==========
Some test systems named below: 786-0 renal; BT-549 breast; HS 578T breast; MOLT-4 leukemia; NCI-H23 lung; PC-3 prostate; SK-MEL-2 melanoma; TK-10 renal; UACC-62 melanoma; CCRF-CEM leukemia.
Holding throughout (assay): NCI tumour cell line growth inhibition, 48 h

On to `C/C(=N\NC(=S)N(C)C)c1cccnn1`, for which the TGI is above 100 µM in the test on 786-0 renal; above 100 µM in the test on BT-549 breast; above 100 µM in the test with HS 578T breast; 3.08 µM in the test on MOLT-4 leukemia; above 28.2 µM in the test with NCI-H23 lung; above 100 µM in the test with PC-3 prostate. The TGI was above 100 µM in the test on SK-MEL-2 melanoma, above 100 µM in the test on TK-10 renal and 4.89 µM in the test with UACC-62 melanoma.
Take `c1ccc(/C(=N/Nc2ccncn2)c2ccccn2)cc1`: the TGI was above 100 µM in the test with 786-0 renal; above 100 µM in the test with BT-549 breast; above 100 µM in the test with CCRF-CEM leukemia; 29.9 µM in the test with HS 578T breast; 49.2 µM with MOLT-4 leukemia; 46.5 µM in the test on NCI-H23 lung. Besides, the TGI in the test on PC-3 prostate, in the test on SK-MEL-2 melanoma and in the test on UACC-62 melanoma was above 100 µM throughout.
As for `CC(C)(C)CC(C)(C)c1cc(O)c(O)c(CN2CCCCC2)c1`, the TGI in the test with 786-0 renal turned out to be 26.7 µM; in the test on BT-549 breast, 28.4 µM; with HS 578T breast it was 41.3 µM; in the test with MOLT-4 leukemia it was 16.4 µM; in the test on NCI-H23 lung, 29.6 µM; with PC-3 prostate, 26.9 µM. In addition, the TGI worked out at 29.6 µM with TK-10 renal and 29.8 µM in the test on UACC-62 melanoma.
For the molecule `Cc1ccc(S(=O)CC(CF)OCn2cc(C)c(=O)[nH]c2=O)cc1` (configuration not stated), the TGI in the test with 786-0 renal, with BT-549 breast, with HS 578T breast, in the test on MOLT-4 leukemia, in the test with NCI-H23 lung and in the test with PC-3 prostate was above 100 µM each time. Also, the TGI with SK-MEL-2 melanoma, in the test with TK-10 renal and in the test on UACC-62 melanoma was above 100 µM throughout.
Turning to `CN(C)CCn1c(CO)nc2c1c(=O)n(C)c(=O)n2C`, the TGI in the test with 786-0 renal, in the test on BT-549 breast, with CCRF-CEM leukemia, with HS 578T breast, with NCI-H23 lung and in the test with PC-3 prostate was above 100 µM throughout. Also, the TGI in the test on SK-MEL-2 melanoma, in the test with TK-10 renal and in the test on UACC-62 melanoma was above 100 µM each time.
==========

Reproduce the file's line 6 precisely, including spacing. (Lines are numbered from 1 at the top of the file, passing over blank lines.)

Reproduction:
For the molecule `Cc1ccc(S(=O)CC(CF)OCn2cc(C)c(=O)[nH]c2=O)cc1` (configuration not stated), the TGI in the test with 786-0 renal, with BT-549 breast, with HS 578T breast, in the test on MOLT-4 leukemia, in the test with NCI-H23 lung and in the test with PC-3 prostate was above 100 µM each time. Also, the TGI with SK-MEL-2 melanoma, in the test with TK-10 renal and in the test on UACC-62 melanoma was above 100 µM throughout.